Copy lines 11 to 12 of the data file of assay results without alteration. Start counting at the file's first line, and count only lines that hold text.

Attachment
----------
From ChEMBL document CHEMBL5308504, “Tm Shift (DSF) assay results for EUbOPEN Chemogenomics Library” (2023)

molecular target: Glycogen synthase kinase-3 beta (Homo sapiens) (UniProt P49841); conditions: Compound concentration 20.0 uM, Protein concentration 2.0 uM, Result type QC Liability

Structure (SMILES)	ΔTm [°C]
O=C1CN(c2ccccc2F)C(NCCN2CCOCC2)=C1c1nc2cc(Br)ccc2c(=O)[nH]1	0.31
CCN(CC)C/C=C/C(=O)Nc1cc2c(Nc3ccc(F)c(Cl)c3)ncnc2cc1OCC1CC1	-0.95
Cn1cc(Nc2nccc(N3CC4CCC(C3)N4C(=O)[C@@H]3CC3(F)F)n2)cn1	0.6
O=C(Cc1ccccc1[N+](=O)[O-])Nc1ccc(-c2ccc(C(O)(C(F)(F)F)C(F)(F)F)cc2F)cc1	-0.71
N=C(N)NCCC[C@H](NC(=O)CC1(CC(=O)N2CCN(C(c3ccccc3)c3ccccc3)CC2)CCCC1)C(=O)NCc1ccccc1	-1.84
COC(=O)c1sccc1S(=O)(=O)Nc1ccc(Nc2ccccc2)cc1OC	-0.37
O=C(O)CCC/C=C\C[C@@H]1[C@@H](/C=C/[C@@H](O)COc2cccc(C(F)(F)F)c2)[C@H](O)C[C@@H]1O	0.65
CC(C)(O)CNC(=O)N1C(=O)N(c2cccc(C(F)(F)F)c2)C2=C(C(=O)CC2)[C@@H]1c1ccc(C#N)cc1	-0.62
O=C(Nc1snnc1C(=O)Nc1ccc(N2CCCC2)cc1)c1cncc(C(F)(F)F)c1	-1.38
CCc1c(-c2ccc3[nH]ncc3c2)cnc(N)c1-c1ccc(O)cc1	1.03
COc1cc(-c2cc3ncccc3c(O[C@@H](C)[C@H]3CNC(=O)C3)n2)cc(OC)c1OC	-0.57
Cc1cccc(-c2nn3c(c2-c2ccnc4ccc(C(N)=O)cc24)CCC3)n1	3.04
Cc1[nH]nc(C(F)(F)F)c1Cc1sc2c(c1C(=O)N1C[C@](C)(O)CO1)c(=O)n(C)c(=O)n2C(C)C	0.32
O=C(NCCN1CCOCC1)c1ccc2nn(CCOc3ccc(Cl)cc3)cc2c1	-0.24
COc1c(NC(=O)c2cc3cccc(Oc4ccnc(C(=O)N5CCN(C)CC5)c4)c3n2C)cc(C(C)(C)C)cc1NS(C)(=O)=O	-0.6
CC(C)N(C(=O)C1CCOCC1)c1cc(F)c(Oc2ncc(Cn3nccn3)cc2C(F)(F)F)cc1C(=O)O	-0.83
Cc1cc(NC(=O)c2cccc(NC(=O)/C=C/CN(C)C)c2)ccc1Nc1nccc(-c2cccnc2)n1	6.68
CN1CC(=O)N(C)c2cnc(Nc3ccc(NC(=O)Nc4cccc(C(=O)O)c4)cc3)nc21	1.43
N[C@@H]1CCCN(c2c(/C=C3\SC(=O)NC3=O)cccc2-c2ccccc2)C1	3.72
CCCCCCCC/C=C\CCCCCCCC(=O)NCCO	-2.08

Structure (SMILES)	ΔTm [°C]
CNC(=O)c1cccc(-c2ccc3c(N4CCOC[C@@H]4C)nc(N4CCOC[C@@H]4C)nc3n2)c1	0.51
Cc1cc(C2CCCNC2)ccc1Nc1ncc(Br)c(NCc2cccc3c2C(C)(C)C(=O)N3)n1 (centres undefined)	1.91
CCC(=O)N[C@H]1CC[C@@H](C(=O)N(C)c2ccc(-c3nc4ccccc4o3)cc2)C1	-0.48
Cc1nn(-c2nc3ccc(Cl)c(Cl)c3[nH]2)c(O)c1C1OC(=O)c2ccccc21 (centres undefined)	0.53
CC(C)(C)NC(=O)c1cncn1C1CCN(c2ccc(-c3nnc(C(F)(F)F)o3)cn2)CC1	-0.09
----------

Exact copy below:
CC(C)(O)CNC(=O)N1C(=O)N(c2cccc(C(F)(F)F)c2)C2=C(C(=O)CC2)[C@@H]1c1ccc(C#N)cc1	-0.62
O=C(Nc1snnc1C(=O)Nc1ccc(N2CCCC2)cc1)c1cncc(C(F)(F)F)c1	-1.38